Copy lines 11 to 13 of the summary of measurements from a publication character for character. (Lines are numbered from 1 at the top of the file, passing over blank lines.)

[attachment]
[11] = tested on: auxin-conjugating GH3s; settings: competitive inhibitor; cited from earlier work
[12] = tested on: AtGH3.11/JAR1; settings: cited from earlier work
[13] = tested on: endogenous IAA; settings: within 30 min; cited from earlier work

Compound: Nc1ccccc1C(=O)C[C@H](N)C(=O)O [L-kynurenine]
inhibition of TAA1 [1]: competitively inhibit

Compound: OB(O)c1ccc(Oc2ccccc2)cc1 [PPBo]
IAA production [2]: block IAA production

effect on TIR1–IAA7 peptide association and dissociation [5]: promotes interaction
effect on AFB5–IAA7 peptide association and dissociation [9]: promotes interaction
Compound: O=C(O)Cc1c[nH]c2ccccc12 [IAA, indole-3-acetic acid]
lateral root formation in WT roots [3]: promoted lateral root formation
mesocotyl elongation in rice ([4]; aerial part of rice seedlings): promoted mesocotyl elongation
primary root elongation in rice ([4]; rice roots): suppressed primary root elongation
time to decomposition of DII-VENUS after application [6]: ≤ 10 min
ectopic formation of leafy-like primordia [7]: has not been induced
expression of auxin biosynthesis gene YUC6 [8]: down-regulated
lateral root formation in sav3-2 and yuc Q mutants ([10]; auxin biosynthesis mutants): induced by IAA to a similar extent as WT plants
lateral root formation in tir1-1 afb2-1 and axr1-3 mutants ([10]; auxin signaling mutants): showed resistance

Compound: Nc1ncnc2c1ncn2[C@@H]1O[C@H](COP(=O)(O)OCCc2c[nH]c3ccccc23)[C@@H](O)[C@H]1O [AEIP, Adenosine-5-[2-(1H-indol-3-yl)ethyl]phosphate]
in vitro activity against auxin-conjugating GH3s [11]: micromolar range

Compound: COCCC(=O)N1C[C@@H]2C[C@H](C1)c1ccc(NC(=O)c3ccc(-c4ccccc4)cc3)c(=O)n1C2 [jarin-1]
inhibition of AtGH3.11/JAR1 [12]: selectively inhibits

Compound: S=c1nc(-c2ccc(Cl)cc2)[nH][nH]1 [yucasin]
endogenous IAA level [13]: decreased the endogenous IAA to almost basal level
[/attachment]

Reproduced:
lateral root formation in WT roots [3]: promoted lateral root formation
mesocotyl elongation in rice ([4]; aerial part of rice seedlings): promoted mesocotyl elongation
primary root elongation in rice ([4]; rice roots): suppressed primary root elongation